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bigduckontax
bigduckontax, Accountant
Category: UK Tax
Satisfied Customers: 3000
Experience:  FCCA FCMA CGMA ACIS
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I have a client who is a VAT registered artist. He sells his

Customer Question

I have a client who is a VAT registered artist. He sells his work through a gallery who are also VAT registered and have told us they act as agent, whether this is an disclosed agent or undisclosed agent is unclear as of yet. Although my client does not invoice the client- so I presume undisclosed, possibly incorrectly. The deal with the gallery is that they take a 50% commission + VAT on sales.
So, if he sells a painting for £12,000. my thinking is as the seller he should receive= £10,000 paying HMRC the 20% VAT= £2000. and then the gallery should receive their £5000 + (£1000 VAT which he claims back). In the end both parties end up with £5000 and HMRC £2000. which is preferable to having to pay the gallery £6000 commission plus VAT £1200, which he cannot reclaim.
However, the gallery seems to state now that he is registered that the money is simply split (£6000 and £6000) and the artist and gallery deal with VAT individually. If this is the case does my client only need to pay £1000 to HMRC?
I hope you can help!
Submitted: 1 year ago.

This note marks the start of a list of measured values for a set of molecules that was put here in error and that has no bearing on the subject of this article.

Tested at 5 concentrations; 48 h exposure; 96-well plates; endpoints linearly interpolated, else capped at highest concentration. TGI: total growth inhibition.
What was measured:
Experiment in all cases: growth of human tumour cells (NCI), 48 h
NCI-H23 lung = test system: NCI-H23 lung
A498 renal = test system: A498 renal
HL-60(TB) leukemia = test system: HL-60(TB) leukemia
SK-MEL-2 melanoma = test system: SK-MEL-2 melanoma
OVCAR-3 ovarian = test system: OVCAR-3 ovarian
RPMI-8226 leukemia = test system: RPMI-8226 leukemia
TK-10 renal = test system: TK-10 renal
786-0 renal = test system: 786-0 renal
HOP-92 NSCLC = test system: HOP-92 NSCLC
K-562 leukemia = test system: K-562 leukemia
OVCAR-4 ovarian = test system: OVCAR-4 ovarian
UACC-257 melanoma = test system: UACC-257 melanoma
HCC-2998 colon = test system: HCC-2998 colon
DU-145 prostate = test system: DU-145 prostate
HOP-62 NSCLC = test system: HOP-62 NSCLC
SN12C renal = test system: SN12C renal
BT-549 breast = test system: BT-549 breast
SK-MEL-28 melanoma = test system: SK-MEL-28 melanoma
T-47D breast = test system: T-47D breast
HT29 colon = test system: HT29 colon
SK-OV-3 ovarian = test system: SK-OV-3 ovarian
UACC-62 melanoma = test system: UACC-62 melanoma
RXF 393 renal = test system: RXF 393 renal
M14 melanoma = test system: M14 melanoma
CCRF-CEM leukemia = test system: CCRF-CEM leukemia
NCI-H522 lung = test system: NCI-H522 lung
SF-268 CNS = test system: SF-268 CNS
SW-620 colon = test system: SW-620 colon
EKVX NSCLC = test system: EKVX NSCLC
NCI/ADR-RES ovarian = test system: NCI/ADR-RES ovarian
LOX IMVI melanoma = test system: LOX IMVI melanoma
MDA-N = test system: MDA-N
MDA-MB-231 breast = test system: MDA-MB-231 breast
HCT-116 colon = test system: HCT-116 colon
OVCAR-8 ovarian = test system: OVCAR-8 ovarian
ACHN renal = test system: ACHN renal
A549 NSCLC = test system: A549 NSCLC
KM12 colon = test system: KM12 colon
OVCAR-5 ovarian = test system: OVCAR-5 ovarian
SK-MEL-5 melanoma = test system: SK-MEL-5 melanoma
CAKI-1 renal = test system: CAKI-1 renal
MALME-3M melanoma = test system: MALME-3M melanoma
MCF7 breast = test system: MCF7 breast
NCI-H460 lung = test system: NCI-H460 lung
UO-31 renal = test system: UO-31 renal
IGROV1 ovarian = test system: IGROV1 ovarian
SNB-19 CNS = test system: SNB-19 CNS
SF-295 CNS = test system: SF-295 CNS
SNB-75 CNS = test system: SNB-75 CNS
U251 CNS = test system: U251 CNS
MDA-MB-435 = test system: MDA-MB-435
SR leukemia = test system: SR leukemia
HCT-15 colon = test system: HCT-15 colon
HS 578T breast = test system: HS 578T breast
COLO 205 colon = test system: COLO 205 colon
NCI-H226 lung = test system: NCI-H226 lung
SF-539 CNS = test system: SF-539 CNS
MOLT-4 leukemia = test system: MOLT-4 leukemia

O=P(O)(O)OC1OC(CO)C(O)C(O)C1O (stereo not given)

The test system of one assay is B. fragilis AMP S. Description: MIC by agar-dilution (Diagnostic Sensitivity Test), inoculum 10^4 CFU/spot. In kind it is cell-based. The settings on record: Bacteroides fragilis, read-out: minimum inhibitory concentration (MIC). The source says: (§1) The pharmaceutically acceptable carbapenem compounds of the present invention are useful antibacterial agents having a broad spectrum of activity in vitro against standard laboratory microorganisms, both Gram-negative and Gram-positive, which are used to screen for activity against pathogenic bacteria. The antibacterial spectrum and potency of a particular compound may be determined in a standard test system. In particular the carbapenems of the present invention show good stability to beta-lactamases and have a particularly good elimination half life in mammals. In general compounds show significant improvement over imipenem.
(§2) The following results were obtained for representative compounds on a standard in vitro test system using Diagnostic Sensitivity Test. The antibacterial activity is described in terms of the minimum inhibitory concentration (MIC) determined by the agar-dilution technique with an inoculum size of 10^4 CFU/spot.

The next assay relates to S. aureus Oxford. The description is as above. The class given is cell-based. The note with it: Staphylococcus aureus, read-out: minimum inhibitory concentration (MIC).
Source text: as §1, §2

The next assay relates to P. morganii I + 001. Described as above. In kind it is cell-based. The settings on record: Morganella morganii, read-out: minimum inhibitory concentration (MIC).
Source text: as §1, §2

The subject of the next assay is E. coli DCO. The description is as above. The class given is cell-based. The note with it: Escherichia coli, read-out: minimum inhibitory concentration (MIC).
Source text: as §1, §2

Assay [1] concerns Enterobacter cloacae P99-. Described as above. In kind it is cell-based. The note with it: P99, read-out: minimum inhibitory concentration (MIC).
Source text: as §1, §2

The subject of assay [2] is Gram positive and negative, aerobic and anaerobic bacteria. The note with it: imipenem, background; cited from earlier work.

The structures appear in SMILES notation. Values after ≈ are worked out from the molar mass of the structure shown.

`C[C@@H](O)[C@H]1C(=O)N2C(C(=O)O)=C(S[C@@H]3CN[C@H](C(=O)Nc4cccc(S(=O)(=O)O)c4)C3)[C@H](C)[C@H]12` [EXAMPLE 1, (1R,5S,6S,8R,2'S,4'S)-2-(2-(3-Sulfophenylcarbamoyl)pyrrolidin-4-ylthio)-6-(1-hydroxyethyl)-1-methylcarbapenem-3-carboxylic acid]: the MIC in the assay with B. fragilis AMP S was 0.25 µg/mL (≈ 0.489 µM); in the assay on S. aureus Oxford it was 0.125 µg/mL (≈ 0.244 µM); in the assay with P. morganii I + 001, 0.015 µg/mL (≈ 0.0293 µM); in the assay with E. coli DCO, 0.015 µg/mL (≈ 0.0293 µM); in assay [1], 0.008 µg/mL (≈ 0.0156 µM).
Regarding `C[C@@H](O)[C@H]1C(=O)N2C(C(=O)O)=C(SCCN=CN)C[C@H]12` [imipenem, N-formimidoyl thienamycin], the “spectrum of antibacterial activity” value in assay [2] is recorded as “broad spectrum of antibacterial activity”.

Category: UK Tax
Customer: replied 1 year ago.
Just to add to the confusion. My client receives a 'statement of sales' indicating the outstanding balance to be transferred to him. It is issued with the company's VAT number and states 'commission due on sale' above the amount due to my client, implying he is in fact getting a commission rather than paying the gallery.
Expert:  bigduckontax replied 1 year ago.
Hello, I am Keith, one of the experts on Just Answer, and happy to help you with your question.
I am of the opinion that each of them, the artist and the gallery, should be operating VAT separately. If he sells for 12K then he should issue the gallery an invoice for 10K plus 2K VAT. The gallery will then send him an invoice for 5K plus 1K VAT. The 2K on his invoice is output tax in his books of account and the 1K on the gallery's invoice is input tax. Thus the output tax less the input tax leaves 1K payable by him on his quarterly return. However, if the gallery choses to operate in this manner then the answer in accounting terms is the proverbial lemon and he will still need to pay 1K of VAT to HMMRC. Whichever way the VAT cat jumps he will owe 1K so all is correct. As my old boss was wont to say it doesn't alter the price of cheese.
I do hope that I have been able to shed some light on your client's conundrum.
Customer: replied 1 year ago.
Thanks for your response. I agree that state they are acting as agent the first scenario is what I would have though happens, although for whatever reason this is no how they want to operate. My issue comes with the possibility that if he pays £1000 VAT on the £6000 he receives but the gallery charges him £1200 VAT on their commission of £6000, would he having to be paying £2000 to HMRC and claiming the gross sale price of £12000 as his rather than the net of £6000?
Expert:  bigduckontax replied 1 year ago.
If he receives 6K then slicing out VAT at 20% gives him an output tax of 1K. The gallery imposes an input tax of 1.2K, so what? The difference of 200 quid is recovered through his quarterly return.

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